Abortion is completely illegal in Chile, which drives women to great lengths to terminate pregnancies.
Abortion is illegal in Chile, under any and all circumstances. The only way a woman can terminate a pregnancy is through “accidental abortion”—or, in other words, if something naturally occurred to end the pregnancy. A group of women in the country have made dramatic videos showing why these abortion laws are so dangerous.
When current Chilean president Michelle Bachelet was running for president in 2013, women and pro-choice activists were hopeful that her administration would enact important changes to the abortion laws. Back in January, she introduced a bill to legalize abortion in cases of rape, or if there’s a threat posed to the mother’s health
Bachelet defended the move in a television address. “Facts have shown that the absolute criminalization of abortion has not stopped the practice,” she said in her speech.”This is a difficult situation and we must face it as a mature country.”
But the law has yet to be changed, and MILES Chile, a Chilean non-profit which focuses on education and advocacy for reproductive rights, created a series of faux “how-to” videos on giving yourself an accidental abortion. In one video, we see a woman explaining how you can give yourself an abortion with stilettos and a fire hydrant.
Another jarring video explains how an accidental abortion can be accomplished by walking into moving traffic.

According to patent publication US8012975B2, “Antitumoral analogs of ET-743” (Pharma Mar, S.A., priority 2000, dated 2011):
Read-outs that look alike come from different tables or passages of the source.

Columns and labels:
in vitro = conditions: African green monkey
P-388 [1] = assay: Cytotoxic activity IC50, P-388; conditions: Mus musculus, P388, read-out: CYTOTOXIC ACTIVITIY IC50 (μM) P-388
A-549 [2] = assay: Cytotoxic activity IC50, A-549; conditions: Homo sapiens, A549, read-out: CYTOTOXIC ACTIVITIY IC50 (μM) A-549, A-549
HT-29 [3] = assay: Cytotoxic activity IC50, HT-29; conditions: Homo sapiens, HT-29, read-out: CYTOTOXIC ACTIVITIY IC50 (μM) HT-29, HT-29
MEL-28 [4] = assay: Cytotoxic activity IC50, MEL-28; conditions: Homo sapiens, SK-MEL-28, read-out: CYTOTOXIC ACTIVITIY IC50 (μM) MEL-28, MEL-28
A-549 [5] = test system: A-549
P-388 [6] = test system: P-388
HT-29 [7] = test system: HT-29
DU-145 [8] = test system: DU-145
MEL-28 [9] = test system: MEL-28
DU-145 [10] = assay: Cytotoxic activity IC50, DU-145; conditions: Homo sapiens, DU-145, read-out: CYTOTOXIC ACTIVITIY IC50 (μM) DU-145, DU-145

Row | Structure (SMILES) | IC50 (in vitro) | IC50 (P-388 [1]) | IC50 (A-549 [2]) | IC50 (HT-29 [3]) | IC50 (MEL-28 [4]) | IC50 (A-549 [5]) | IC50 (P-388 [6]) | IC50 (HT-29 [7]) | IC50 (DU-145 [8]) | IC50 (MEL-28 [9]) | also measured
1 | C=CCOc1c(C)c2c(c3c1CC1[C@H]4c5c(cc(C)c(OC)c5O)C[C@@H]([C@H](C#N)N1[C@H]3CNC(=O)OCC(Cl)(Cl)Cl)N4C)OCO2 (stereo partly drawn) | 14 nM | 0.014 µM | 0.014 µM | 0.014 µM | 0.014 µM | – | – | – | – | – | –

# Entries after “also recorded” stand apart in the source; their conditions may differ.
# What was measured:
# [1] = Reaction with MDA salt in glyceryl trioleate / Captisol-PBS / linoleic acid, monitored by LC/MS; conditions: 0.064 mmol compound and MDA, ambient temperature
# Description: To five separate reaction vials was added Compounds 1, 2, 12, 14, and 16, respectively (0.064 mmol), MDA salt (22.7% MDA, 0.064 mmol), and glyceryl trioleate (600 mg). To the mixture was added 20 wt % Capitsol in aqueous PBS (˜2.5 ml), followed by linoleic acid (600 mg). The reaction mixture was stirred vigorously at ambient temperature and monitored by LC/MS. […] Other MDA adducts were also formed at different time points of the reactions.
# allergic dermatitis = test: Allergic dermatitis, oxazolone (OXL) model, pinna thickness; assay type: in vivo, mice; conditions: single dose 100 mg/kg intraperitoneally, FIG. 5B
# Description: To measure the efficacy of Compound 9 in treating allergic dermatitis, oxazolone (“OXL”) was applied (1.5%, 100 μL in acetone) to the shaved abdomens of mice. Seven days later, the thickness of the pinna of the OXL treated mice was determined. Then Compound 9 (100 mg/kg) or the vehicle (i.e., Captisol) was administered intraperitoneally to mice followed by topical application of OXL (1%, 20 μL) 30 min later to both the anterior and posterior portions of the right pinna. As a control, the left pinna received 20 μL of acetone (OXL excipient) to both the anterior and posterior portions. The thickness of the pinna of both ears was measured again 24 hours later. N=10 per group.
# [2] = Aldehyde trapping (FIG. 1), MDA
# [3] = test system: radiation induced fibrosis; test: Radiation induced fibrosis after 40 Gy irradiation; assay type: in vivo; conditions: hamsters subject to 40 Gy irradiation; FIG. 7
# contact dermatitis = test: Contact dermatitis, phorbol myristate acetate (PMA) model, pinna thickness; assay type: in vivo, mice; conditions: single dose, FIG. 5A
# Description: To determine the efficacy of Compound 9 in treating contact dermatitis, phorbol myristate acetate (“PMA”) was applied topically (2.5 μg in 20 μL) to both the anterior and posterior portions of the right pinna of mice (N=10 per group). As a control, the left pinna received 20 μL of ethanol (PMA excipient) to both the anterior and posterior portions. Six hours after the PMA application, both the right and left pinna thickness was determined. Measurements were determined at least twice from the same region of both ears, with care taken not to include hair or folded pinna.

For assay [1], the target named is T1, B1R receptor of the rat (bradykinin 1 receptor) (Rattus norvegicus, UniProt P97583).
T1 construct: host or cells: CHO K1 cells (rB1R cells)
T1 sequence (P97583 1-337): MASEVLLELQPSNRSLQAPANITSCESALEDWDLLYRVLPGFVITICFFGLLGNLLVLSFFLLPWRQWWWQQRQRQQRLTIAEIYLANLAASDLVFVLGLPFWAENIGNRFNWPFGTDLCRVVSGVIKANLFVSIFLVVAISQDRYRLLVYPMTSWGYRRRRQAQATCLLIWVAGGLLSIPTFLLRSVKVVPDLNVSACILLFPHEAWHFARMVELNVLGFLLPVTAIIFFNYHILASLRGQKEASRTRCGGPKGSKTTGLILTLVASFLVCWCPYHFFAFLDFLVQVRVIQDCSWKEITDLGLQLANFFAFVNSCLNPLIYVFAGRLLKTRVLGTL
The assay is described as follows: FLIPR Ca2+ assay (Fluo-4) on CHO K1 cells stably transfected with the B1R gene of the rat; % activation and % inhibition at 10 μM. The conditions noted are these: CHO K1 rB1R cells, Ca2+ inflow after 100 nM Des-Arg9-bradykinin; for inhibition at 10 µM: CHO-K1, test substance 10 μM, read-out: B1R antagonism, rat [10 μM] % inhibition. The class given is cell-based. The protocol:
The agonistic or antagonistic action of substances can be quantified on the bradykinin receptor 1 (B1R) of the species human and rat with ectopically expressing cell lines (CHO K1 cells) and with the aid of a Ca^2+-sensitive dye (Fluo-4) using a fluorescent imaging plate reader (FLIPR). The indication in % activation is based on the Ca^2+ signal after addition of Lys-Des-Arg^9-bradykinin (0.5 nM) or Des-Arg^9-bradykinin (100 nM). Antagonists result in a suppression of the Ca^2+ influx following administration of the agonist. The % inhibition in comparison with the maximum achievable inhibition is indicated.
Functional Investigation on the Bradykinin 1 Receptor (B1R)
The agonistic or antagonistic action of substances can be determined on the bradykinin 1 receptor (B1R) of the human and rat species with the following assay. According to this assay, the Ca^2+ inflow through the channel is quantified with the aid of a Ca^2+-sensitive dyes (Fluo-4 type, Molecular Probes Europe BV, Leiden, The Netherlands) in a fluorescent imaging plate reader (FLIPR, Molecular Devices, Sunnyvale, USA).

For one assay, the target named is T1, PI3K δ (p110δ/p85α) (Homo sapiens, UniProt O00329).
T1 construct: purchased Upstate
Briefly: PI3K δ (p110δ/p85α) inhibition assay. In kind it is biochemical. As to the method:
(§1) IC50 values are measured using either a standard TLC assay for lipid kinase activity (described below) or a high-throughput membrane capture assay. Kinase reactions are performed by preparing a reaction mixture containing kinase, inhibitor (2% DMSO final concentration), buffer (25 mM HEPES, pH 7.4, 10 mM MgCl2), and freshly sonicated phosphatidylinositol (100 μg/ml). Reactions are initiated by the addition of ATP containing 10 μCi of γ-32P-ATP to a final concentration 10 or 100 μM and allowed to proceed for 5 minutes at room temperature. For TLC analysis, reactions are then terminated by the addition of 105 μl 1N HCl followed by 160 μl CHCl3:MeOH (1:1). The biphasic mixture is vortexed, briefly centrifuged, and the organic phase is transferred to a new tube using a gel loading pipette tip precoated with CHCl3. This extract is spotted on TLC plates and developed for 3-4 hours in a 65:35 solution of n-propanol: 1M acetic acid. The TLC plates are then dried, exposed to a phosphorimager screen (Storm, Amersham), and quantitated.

Another shows a woman demonstrating how to make herself fall down the stairs.
The idea is to show how women will go to great lengths to end an unwanted pregnancy, which not only endangers their babies’ lives, but their own.
The abortion laws in Chile weren’t always so medieval. As a 2013 Atlantic article explains:
Between 1931 and 1989, therapeutic abortion—ending a pregnancy when a woman’s life or health is in danger, for instance, or when the fetus has no chance of survival if carried to term—was legal in Chile. But in 1989, in one of [former Chilean dictator Augusto] Pinochet’s final legislative acts before the country’s transition to democracy, all forms of abortion were criminalized. Under that law, which hasn’t changed to this day, women found guilty of having an abortion or doctors found guilty of inducing an abortion can be sentenced to three to five years in prison.
Currently, if there’s a suspicion that a woman tried to purposely give herself an abortion, she can be turned over to the police. In March, for instance, a woman went to the hospital complaining of severe abdominal pain and vaginal bleeding. When the doctor thought she had taken a drug popular in South America for inducing abortions, she was subsequently arrested.
There is still no word on whether President Bachelet’s bill will be approved.
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